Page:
Any proceeds she makes from the sales go directly to other organizations that are working to expand ballet in diverse communities. One large donation even led to a pointe shoe fund at dancer Robyn Gardenhire's City Ballet of Los Angeles school—and it helped one dancer who had quit ballet because of the expense come back to class.
Now a mother of two in San Jose, CA, Ash will also start teaching a free after-school ballet class at her daughter's public school next month. "I recently taught at Girls Inc. in Oakland, and one of the little black girls said, 'Are you the ballet teacher?' She just stood there, staring at me with her mouth open, like a unicorn had just walked into the room," Ash says. "You never know the impact you can have just by being a presence."
Ever find yourself lusting after that six o'clock penché, or a développé that will reach your nose? You're not alone. The eye is naturally drawn to the end points of a movement, and, in dance, that often translates to the highest extension.
But what if you're born without extreme, Instagram-worthy lines? It's a matter of developing a laser focus on alignment as well as strengthening and stretching with better body mechanics in mind.
The ever-so-busy Kyle Abraham is back in New York City for a brief visit with his company Abraham.In.Motion as they prepare for an exciting spring season of new endeavors with some surprising guests. The company will be debuting a new program at The Joyce Theater on May 1, that will include two new pieces from Abraham, restaged works by Doug Varone and Bebe Miller, and a world premiere from Andrea Miller. Talk about an exciting line-up!
We caught up with Abraham during a recent rehearsal where he revealed what he is tired of hearing in the dance community.
Choreographer Tero Saarinen has a proclivity for the peculiar—and for epic orchestral music. That he should be commissioned by the Los Angeles Philharmonic to create a new dance work to accompany the U.S. premiere of Bernd Alois Zimmermann's Cello Concerto en forme de pas de trois only makes sense. Zimmermann's eerie, difficult-to-classify composition falls squarely in Saarinen's wheelhouse. Walt Disney Concert Hall, Jan. 19–21. laphil.com.
Two competition routines are equal in technical proficiency, artistry and choreography. One consists of all girls, the other includes a boy. Guess which takes home first prize?
If you guessed the one with the boy, you may be privy to an unspoken and much-debated phenomenon in the competition dance world: The Boy Factor. According to The Boy Factor, a competitive piece is more likely to win if there's a boy in it.
"If it's all technically equal and one group is all girls and the other group has a boy, the one with the boy will win," says Rysa Childress, owner of All Star Studios in Forest Hills, New York. "Boy soloists are sometimes scored higher than more technically proficient girls because if a boy has good stage presence, we let him slide," says an anonymous competition judge. "And most of the feedback will be for the boy."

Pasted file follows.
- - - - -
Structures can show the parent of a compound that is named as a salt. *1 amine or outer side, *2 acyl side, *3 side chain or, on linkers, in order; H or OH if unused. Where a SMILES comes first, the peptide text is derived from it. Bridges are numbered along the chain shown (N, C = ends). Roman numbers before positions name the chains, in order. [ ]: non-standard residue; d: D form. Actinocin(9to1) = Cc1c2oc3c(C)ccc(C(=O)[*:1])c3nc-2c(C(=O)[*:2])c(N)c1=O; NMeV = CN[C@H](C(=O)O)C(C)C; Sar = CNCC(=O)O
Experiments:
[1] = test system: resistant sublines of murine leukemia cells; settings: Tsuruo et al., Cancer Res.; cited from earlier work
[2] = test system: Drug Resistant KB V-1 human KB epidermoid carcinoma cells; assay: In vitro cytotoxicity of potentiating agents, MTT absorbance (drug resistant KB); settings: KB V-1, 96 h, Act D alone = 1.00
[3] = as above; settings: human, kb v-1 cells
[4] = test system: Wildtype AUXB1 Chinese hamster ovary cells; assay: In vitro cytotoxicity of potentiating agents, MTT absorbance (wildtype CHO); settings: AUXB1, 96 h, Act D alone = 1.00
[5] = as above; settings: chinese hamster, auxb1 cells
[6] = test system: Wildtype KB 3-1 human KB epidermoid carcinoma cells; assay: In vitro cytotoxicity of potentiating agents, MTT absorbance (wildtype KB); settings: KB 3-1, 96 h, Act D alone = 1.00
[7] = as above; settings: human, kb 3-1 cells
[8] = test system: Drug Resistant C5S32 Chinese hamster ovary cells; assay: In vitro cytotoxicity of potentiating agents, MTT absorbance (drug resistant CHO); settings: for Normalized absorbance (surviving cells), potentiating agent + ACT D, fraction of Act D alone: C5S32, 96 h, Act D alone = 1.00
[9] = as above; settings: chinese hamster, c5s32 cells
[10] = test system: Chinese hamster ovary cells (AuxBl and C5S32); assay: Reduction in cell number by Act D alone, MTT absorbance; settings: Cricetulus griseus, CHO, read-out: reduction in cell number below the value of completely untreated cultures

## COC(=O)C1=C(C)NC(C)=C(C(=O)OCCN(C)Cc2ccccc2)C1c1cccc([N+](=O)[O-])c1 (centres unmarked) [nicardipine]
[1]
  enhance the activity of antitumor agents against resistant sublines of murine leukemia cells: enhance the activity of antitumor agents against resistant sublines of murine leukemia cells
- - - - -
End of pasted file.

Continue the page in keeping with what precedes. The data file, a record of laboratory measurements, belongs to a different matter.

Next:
I'll never forget something Roberto Bolle once told me when I was interviewing him about his workout regimen: Talking about how much he loved to swim, he said, "I would love to go in the Italian sea, but I am too well-known there to show up in my suit."
It always amused and kinda shocked me that a ballet dancer could reach that level of fame. But it's true: In his native Italy, Bolle is a bonafide celerity.
Everyone knows that community college is an affordable option if a four-year school isn't in the cards. But it can also be a solid foundation for a career in the dance field. Whether students want an associate in arts degree as a precursor to obtaining a bachelor's, or to go straight into the performing world, the right two-year dance program can be a uniquely supportive place to train. Don't let negative stereotypes prevent you from attending a program that could be right for you:
Conscientious theatergoers may be familiar with The School for Scandal, The School for Wives and School of Rock. But how many are also aware of the school of Fosse?
The 1999 musical, a posthumous exploration of the choreographic career of Bob Fosse, ran for 1,093 performances, winning four Tonys and 10 nominations; employing 32 dancers; and, completely unintentionally, nurturing a generation of Broadway choreographers. You may have heard of them: Andy Blankenbuehler and Sergio Trujillo danced in the original cast, Josh Rhodes was a swing, and Christopher Gattelli replaced Trujillo when he landed choreography jobs in Massachusetts and Canada. Blankenbuehler remembers that when Trujillo left, "It was as if he was graduating."